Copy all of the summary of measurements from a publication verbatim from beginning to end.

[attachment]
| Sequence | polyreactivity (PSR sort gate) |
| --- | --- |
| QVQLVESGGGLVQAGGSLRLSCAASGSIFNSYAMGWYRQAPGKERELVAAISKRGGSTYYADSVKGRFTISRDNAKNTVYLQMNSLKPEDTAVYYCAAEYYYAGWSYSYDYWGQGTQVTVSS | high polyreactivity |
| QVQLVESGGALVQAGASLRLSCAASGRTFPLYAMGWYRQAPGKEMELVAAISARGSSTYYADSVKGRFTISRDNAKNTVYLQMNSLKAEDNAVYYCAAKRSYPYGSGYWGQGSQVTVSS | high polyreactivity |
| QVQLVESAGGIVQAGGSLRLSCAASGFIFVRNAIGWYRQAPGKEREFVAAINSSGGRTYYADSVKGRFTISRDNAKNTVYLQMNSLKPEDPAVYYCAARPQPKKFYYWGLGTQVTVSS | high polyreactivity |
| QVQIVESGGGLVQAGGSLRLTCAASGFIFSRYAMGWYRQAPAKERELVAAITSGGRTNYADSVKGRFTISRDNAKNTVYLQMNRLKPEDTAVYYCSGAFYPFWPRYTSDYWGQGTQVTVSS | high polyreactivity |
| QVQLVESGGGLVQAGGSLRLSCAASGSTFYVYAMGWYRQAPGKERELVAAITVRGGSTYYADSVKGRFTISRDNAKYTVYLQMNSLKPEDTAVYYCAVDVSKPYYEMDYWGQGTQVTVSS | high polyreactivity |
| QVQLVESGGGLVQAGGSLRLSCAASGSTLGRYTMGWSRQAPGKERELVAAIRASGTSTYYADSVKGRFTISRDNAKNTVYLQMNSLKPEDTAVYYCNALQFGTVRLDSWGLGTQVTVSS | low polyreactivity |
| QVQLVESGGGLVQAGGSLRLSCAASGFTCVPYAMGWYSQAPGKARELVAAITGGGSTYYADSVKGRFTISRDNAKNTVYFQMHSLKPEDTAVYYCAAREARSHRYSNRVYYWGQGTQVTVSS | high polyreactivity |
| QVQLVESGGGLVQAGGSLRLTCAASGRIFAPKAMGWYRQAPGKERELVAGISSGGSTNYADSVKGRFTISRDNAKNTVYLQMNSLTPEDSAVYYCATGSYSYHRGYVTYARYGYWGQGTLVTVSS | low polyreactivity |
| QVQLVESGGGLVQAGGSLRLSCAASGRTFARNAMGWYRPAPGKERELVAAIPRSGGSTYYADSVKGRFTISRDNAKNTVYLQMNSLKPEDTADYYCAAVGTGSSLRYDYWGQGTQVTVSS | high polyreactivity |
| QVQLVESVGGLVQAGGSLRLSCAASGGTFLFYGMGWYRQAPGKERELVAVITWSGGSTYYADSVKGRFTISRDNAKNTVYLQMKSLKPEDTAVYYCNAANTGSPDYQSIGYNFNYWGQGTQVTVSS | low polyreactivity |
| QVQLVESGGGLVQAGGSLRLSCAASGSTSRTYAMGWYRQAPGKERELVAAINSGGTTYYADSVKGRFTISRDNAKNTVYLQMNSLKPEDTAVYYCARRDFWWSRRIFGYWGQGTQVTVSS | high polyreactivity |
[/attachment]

| Sequence | polyreactivity (PSR sort gate) |
| --- | --- |
| QVQLVESGGGLVQAGGSLRLSCAASGSIFNSYAMGWYRQAPGKERELVAAISKRGGSTYYADSVKGRFTISRDNAKNTVYLQMNSLKPEDTAVYYCAAEYYYAGWSYSYDYWGQGTQVTVSS | high polyreactivity |
| QVQLVESGGALVQAGASLRLSCAASGRTFPLYAMGWYRQAPGKEMELVAAISARGSSTYYADSVKGRFTISRDNAKNTVYLQMNSLKAEDNAVYYCAAKRSYPYGSGYWGQGSQVTVSS | high polyreactivity |
| QVQLVESAGGIVQAGGSLRLSCAASGFIFVRNAIGWYRQAPGKEREFVAAINSSGGRTYYADSVKGRFTISRDNAKNTVYLQMNSLKPEDPAVYYCAARPQPKKFYYWGLGTQVTVSS | high polyreactivity |
| QVQIVESGGGLVQAGGSLRLTCAASGFIFSRYAMGWYRQAPAKERELVAAITSGGRTNYADSVKGRFTISRDNAKNTVYLQMNRLKPEDTAVYYCSGAFYPFWPRYTSDYWGQGTQVTVSS | high polyreactivity |
| QVQLVESGGGLVQAGGSLRLSCAASGSTFYVYAMGWYRQAPGKERELVAAITVRGGSTYYADSVKGRFTISRDNAKYTVYLQMNSLKPEDTAVYYCAVDVSKPYYEMDYWGQGTQVTVSS | high polyreactivity |
| QVQLVESGGGLVQAGGSLRLSCAASGSTLGRYTMGWSRQAPGKERELVAAIRASGTSTYYADSVKGRFTISRDNAKNTVYLQMNSLKPEDTAVYYCNALQFGTVRLDSWGLGTQVTVSS | low polyreactivity |
| QVQLVESGGGLVQAGGSLRLSCAASGFTCVPYAMGWYSQAPGKARELVAAITGGGSTYYADSVKGRFTISRDNAKNTVYFQMHSLKPEDTAVYYCAAREARSHRYSNRVYYWGQGTQVTVSS | high polyreactivity |
| QVQLVESGGGLVQAGGSLRLTCAASGRIFAPKAMGWYRQAPGKERELVAGISSGGSTNYADSVKGRFTISRDNAKNTVYLQMNSLTPEDSAVYYCATGSYSYHRGYVTYARYGYWGQGTLVTVSS | low polyreactivity |
| QVQLVESGGGLVQAGGSLRLSCAASGRTFARNAMGWYRPAPGKERELVAAIPRSGGSTYYADSVKGRFTISRDNAKNTVYLQMNSLKPEDTADYYCAAVGTGSSLRYDYWGQGTQVTVSS | high polyreactivity |
| QVQLVESVGGLVQAGGSLRLSCAASGGTFLFYGMGWYRQAPGKERELVAVITWSGGSTYYADSVKGRFTISRDNAKNTVYLQMKSLKPEDTAVYYCNAANTGSPDYQSIGYNFNYWGQGTQVTVSS | low polyreactivity |
| QVQLVESGGGLVQAGGSLRLSCAASGSTSRTYAMGWYRQAPGKERELVAAINSGGTTYYADSVKGRFTISRDNAKNTVYLQMNSLKPEDTAVYYCARRDFWWSRRIFGYWGQGTQVTVSS | high polyreactivity |